Putting our words to practice…

Where do we go post-Camino to have a break and relax? We go to Paris, where else? And moreover, we are hoping that the lessons we have learnt on the Camino have stuck, and where else to practice than a city with 2.2 million people and where 27 million tourists come to visit a year.

Yes, culture shock straight away but this time, we see this city in a completely different light to what we did pre-Camino! Our biggest thrill was getting to eat something that wasn’t “Menu del dia” (i.e. Menu of the Day). We had lots of choice now gastronomically 🙂

We took a day trip to Versailles & you could describe it as a day riddled with challenges that normally we would’ve acted differently. But with only less than a week since completing our Camino, maybe we have faced our first chance to practice what we learnt!

Today we got rained upon, we got blown away, we had to line up for over 2 hours, we were surrounded by hundreds of people squeezing through tiny doorways and we had our train cancelled and needed to find another way back to the hotel.

Not once did we lose our cool and not once did we utter a negative comment and not once did we resent the situation we were in. Hopefully, we are beginning to realise that the negative reactions creates nothing else but pain for ourselves. And why would we choose to do that?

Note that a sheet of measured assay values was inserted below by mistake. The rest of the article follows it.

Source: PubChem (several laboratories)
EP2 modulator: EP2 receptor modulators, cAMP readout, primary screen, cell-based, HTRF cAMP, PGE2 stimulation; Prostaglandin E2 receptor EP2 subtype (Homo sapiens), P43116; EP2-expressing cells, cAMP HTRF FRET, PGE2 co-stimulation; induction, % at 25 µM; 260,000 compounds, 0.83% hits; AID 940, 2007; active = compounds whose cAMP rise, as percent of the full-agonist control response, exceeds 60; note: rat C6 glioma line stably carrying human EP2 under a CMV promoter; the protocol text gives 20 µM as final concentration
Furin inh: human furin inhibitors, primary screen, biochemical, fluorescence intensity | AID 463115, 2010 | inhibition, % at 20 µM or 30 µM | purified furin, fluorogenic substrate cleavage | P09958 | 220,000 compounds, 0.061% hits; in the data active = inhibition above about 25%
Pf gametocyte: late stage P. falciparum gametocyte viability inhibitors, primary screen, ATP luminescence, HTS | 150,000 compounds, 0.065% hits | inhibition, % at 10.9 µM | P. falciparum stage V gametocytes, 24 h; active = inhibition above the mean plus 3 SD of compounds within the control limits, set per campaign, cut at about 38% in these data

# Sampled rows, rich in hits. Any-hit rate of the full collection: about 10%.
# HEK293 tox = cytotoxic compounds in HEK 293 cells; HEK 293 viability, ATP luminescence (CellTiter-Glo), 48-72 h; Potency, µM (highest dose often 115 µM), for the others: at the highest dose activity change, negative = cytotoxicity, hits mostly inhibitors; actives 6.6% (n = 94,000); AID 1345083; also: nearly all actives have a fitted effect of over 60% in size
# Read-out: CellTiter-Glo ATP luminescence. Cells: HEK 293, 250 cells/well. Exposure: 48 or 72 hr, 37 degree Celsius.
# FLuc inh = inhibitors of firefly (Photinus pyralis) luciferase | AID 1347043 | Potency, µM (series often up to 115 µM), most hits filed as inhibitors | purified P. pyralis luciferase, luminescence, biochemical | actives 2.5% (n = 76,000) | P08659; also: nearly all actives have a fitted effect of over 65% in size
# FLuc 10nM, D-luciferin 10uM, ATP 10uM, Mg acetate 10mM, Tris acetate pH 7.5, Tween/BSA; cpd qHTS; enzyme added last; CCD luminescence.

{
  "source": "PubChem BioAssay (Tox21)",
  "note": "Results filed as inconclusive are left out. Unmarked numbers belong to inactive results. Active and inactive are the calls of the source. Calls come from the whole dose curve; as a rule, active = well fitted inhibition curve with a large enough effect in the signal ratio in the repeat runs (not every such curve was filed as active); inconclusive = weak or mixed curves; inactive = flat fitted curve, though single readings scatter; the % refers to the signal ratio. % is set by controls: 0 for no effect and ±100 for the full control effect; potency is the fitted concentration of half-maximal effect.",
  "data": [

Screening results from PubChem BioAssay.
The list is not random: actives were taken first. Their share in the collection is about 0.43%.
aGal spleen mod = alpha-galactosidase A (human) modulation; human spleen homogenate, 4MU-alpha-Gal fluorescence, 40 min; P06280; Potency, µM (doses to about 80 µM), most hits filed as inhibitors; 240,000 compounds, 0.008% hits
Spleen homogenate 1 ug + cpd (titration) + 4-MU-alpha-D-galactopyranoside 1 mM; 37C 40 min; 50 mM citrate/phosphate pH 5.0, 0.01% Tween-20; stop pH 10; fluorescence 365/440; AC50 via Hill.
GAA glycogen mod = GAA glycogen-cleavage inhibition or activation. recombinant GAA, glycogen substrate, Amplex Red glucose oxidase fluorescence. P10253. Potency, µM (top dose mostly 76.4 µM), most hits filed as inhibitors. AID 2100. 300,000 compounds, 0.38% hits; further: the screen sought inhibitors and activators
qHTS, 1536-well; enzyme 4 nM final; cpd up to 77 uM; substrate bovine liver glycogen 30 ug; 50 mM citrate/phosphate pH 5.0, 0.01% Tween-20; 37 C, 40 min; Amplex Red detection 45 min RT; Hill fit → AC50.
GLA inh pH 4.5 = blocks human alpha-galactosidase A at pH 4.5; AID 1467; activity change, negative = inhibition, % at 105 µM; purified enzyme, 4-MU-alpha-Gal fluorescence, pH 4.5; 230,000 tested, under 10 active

All the while, we accepted the situation we were in and carried on. We saw lots of other emotions in our fellow travellers and we just knew which ones we wanted to be – the happy and carefree ones that don’t let these type of things spoil their experience. Because until we can learn that this is part of the experience, we will never really be happy.


3 thoughts on “Putting our words to practice…

  1. Melinda Lusmore says:

    It sounds a lot like my last visit to Versailles! It bucketed down with rain, the train broke down and was over an hour late so we missed out pre-booked entry time and the entrance was chaos once the trains starting arriving. But ticket staff were wonderful and gave us another entry straight away.
    But because it was wet, we spent more in Marie Antoinette’s cottage and other places we may not otherwise have lingered.
    So, you are right, there is no point fretting over things you can’t change, you might as well look for the good.
    When you are away as long as you have been, there will be a hiccup, something you were dying to see, will be covered in scaffolding, such is life!


    • Again beautifully said 🙂 Maybe Versailles is always like that 😉
      But there will always be a hiccup if we think it is a hiccup – if we think of it as just part of the experience (neither great or disastrous) then …. nothing will seem soooo BAD, right?


      • Melinda Lusmore says:

        Absolutely right. If we expect life to be a series of perfect events, then it will seem like there are lots of hiccups.
        I think sometimes it’s harder to weather them when you are travelling and know you can’t come back next week and do it over – especially if it is something you’ve been looking forward to for a long time.
        But your outlook on it is definitely worth mastering! 🙂


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